Freedom of Information Act; court review in cases of requester harassment. (HB2383)

Introduced By

Sen. Lynwood Lewis (D-Accomac)

Progress

Introduced
Passed Committee
Passed House
Passed Senate
Signed by Governor
Became Law

Description

Freedom of Information Act (FOIA); court review in cases of requester harassment.  Allows any public body to petition an appropriate court for a summary determination whether a requester, in making a request for records, is intending to harass or otherwise abuse the rights or privileges granted by FOIA or whether such request is overly burdensome on the public body. Amends § 2.2-3704, of the Code of Virginia. Read the Bill »

Outcome

Bill Has Failed

History

DateAction
01/13/2011Committee
01/13/2011Presented and ordered printed 11100818D
01/13/2011Referred to Committee on General Laws
01/20/2011Assigned GL sub: #2 FOIA/Procurement
02/03/2011Subcommittee recommends laying on the table
02/08/2011Left in General Laws

Comments

marshamaines writes:

This bill serves two purposes: #1)piss off citizens when state employees refuse to SERVE them. #2)protect the ILLEGAL and SECRET behind the clerk desks tamperings of case files and evidence by Va. State Bar Private club members

marshamaines writes:

A review of recently Arrested former Commonwealth Attorney Paul Thomson's actions would apply here, as well as Winchester's Current Indigent Petitioner, Dan Shadwell, in the REFUSAL by the Clerks office to have the Court Reporters Transcripts provided to the Indigent, (as Declared by Court's Order) in order to Perfect his Appeal (a basic Due Process Right).The Clerks' office doesn't "want" to follow the Va Supreme Court rules or Va Codes that mandate they provide the Record, especially when the Record clearly evidences their abuse of authority, local public official corruption, or protection of a judicial Error. SOLUTION: VOTE LAWYERS OUT!

Rickey Moore writes:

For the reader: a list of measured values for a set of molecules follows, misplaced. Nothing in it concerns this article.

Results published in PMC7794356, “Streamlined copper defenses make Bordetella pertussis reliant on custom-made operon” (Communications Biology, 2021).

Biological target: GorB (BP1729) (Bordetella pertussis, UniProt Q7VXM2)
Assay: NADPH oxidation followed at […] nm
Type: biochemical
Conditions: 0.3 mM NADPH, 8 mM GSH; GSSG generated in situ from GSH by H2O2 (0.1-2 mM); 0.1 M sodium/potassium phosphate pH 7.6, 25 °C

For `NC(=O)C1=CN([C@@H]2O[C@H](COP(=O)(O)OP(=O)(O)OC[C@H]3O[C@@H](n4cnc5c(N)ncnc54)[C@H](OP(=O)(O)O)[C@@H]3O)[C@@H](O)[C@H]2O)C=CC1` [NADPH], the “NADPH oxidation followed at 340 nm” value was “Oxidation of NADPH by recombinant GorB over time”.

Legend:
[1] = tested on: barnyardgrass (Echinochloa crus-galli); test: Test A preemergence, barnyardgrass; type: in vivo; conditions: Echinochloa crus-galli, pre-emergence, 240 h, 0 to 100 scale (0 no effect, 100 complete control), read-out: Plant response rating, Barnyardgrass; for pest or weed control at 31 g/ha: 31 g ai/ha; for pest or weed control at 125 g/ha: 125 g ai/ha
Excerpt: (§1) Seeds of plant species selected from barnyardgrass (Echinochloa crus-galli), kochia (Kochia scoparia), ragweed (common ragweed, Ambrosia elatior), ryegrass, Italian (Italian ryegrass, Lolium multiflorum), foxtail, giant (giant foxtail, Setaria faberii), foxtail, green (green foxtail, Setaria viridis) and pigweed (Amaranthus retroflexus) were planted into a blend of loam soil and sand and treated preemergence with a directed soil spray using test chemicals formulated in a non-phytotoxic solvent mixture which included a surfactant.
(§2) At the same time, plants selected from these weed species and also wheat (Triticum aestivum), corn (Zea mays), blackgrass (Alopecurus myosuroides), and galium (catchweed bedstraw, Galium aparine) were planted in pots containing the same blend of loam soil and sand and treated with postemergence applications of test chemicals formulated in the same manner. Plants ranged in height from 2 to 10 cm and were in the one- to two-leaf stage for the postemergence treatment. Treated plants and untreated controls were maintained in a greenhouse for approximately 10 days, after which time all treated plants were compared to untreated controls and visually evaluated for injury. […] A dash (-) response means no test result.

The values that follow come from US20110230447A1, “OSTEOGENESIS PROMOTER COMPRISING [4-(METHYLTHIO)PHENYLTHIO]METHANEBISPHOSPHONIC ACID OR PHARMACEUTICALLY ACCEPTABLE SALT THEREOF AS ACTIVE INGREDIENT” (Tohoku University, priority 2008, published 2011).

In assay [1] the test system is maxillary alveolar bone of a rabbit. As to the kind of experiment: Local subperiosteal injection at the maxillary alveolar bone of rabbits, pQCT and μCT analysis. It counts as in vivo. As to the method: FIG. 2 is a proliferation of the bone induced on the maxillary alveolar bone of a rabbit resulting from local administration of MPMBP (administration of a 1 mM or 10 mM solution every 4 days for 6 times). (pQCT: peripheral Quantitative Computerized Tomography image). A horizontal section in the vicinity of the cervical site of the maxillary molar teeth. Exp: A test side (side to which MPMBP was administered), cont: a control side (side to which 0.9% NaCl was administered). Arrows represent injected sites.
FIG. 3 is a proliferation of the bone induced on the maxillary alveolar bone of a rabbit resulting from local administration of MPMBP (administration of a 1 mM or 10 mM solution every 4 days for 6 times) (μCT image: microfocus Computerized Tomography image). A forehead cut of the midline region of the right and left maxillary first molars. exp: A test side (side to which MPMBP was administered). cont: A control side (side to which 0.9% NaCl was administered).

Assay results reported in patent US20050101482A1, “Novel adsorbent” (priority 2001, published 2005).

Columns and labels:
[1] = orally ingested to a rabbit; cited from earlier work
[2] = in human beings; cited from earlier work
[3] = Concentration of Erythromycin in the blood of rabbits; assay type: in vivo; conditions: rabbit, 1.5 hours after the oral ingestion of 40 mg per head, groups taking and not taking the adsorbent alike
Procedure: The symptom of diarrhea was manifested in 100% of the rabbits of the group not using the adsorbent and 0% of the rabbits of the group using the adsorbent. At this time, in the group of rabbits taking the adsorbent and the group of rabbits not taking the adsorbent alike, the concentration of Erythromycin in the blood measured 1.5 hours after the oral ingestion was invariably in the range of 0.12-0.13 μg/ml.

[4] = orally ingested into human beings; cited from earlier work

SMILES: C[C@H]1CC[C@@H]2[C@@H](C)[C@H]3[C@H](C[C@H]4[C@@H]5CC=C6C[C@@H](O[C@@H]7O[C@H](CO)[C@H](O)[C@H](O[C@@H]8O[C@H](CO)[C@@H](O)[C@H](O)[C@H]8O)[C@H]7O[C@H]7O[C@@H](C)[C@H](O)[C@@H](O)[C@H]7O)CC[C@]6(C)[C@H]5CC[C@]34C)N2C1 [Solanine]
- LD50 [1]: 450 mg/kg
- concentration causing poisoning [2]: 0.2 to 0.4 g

"whether such request is overly burdensome on the public body" That part bothers me. Who is to say what is "overly burdensome"? There is a time-limit to "Perfect the Appeal", so someone indigent and locked up is not concerned about overly burdening a state employee, when his/her freedom is at stake. On the surface, this seems wrong.

William H. Turner writes:

The present Freedom of Information Act needs no change that would further hinder a citizen’s often frustrating effort to obtain public information. State agencies are usually reluctant to share any information with a citizen especially when the requested information involves the ethics of the bureaucracy itself.
If one is caught speeding the State Police handles the prosecution.
The sheriff will attend to stealing, fighting etc.
The Game Warden will enforce wildlife laws.
If your dog runs loose or is unlicensed the dog warden will enforce the law.
But if a public body violates the FOIA there is no one to prosecute except the citizen. This entails an expense on the part of the plaintiff which may or may not be reimbursable depending on the mood and knowledge of the judiciary as well as time and inconvenience.
Often the bureaucracy will not answer a request, be vague, give improper answers or otherwise violate the Act. This may require many attempts to obtain information. Is this harassment?
The judiciary often shows indifference because they don’t want a citizen to prosecute their state buddies.
Recently I had to make one hundred and twenty requests to the Department of Environmental Quality because of their determined effort to cover up a false accusation that they made against my company. Finally they admitted in court that they made a “mistake”. The requests would have been one instead of one hundred and twenty if they had admitted their mistake (which was purposeful) in answer to my first request. Yet I am accused of “harassment”.
I suspect that Mr. Lewis “the people’s representative” has been requested to introduce this legislation, which would effectively destroy the Freedom of Information Act, by the Attorney General’s Office which is one of the worst offenders and often protected by the judiciary.
Mr. Lewis’ proposed change in the FOIA is probably directed at me but would have an adverse affect on citizens’ rights throughout the state. Is this the kind of politician that our community needs to represent them?